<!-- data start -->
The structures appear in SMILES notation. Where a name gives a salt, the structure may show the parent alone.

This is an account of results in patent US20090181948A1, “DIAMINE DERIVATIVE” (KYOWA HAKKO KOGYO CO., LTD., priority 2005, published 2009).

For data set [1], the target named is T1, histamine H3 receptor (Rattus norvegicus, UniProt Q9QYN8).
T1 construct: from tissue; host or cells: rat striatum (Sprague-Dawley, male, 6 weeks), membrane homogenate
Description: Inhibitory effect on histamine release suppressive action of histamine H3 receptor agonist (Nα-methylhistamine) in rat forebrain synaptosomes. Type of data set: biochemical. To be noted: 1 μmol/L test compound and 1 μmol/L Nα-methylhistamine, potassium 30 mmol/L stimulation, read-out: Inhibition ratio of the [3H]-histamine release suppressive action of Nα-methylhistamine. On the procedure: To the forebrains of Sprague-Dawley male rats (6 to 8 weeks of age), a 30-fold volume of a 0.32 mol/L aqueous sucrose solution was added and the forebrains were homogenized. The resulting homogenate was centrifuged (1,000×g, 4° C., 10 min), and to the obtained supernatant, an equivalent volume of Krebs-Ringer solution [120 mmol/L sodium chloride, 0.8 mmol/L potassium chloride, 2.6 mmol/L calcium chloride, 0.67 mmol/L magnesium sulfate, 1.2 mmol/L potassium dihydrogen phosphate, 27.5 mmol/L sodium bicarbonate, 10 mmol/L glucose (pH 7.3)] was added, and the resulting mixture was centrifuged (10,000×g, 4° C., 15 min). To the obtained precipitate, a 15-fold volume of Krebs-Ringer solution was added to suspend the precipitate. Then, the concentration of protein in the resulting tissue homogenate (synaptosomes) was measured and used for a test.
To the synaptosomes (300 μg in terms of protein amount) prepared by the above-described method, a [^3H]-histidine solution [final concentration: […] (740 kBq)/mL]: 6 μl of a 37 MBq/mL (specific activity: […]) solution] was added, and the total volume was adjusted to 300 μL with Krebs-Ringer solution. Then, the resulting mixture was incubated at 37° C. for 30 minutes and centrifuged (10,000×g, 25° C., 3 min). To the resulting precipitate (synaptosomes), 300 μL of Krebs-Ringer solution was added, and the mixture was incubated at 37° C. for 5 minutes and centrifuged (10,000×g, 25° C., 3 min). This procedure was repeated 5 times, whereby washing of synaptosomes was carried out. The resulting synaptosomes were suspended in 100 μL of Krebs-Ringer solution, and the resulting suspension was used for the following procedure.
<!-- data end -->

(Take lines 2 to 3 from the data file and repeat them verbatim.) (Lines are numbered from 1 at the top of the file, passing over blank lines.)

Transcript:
This is an account of results in patent US20090181948A1, “DIAMINE DERIVATIVE” (KYOWA HAKKO KOGYO CO., LTD., priority 2005, published 2009).

For data set [1], the target named is T1, histamine H3 receptor (Rattus norvegicus, UniProt Q9QYN8).